While Romeo is busy pining in Mantua, Juliet is going about trying to save herself. Her cousin is dead at her husband’s hand, and her husband is now staying the night to consummate their marriage. Act 3 Scene 5 opens with the famous lines “Wilt thou be gone? It is not yet near day”, but it is very much day, and one Romeo must flee from before Juliet is left to face whatever her parents throw at her.
Which, as it happens, is marriage to Paris, despite her father telling us only in Act 1 Scene 2 “let two summers wither in their pride, / Ere we may think her ripe to be a bride”. And so Juliet, confined as she is by the governing of her parents and the expectation of her time, still chooses to rebel when she declares “Now by Saint Peter’s Church, and Peter too, / He shall not make me there a joyful bride… I will not marry yet. And when I do, I swear / It shall be Romeo, whom you know I hate, / Rather than Paris.”
This act of defiance shows us how Juliet is far more active in her world than Romeo. Romeo has disappeared to Mantua, full of mourning for what has happened; Juliet, on the other hand, refuses to marry Paris while also supporting Romeo – not that her parents would notice it – in the ten minutes after Romeo has disappeared out her window from their night of wedded bliss. And while refusing her father ultimately comes to nothing, she is fighting against the strict expectation of her age to obey her father and mother in everything, without question.
After all, this is a protagonist who, aged fourteen, has married the son of her family’s enemy in secret, consummated the marriage, and told her father she will not follow his direct instruction. And, when her father tells her she can “hang, beg, starve, die in the streets”, she goes to the Friar to come up with a plan to help her escape the fates others have decided for her. Juliet’s strength is Romeo’s weakness; she is a woman of action, of certainty. Romeo declares her beauty having “made [him] effeminate”, but is that not more evidence that Romeo is one throwing his lot to the stars, compared with his wife who is being as practical as she can to gain the outcome she most wishes for – her union with Romeo?
Given that Juliet has been brought up by the Nurse, not her parents, one could argue it “is a miracle, in view of her background, that Juliet remains so honourable, so loyal, capable of such delicacy” (Women Making Shakespeare, Arden). So not only is Juliet rebuffing the expectations of her time, she is acting in spite of her upbringing. Which, given the overpowering hatred of Capulet’s words to her, must take a certain inner strength.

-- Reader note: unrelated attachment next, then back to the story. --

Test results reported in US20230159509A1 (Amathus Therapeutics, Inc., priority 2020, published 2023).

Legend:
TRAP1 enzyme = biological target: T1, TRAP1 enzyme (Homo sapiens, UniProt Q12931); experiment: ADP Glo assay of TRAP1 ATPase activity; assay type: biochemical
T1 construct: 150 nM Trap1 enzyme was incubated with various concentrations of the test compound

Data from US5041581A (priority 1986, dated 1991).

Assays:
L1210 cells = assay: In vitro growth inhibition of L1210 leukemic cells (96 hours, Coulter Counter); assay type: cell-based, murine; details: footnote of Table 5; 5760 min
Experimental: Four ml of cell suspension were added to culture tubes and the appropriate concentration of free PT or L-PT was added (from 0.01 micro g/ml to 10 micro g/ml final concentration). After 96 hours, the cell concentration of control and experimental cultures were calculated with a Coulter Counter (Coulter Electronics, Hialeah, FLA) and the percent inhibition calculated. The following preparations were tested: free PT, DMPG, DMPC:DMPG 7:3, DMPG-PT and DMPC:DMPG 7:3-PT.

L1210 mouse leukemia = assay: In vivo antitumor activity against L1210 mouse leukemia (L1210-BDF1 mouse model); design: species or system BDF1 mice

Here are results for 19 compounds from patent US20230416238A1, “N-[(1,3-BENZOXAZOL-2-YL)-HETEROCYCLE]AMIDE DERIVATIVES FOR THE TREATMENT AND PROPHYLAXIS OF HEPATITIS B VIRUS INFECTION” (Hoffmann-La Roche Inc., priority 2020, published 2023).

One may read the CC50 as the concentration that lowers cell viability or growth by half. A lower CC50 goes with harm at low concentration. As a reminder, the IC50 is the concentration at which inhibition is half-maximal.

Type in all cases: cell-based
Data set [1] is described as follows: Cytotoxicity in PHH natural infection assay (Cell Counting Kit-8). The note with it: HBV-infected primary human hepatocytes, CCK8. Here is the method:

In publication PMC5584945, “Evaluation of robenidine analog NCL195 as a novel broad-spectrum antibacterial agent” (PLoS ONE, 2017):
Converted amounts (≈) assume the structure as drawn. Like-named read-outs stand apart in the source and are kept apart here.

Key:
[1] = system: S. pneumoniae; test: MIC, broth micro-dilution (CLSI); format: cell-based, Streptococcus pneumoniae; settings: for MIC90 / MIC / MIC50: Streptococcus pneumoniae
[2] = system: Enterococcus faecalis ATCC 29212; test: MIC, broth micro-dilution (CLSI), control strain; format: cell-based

“Or I will drag thee on a hurdle thither.
Out, you green-sickness carrion! Out, you baggage!
… Hang thee young baggage, disobedient wretch!
I tell thee what – get thee to church a Thursday
Or never after look me in the face.
Speak not, reply not, do not answer me.
My fingers itch.”
And there it is – the threat of disowning, of being kicked out on to the streets, and of physical violence to boot. It’s a wonder that Juliet managed the resistance she did in this play. And it gives us greater perspective from which to appreciate the commitment she shows to her marriage that she is willing to fake her own death and never see her family again if it means she can live safely with Romeo. To be a woman in Shakespeare’s time was to be a hero in of yourself; if you wanted something, and all your help had evaporated, you had to go and do it yourself. It’s something Shakespeare was familiar with in his romantic comedies: just look at Viola in Twelfth Night, and Rosalind in As You Like It.
Yet somehow Juliet’s power seems even more surprising given the tragic, rather than comic, narrative her story belongs to. But then again, tragedy hinges on us hoping for the best. Romeo cannot give the audience that hope; he is sat in Mantua waiting for the Friar to tell him what to do. The Nurse has abandoned Juliet, as have her parents. Juliet taking action is the only hope the young couple have of survival, and therefore it is necessary that Juliet should do something.
So her plan is hatched. She will fake her own death, escape her arranged marriage, leave her family, disappear to Mantua, and live with Romeo. Some might have called it impulsive. Some might even have called it rashness, the same flaw that so ruined Romeo’s chances.
But for the audience Juliet’s plans resemble hope – before the final, tragic, descent…
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What do you think about Juliet in this scene? How well do you think she deals with Lord Capulet’s behaviour?
See you next time for The End…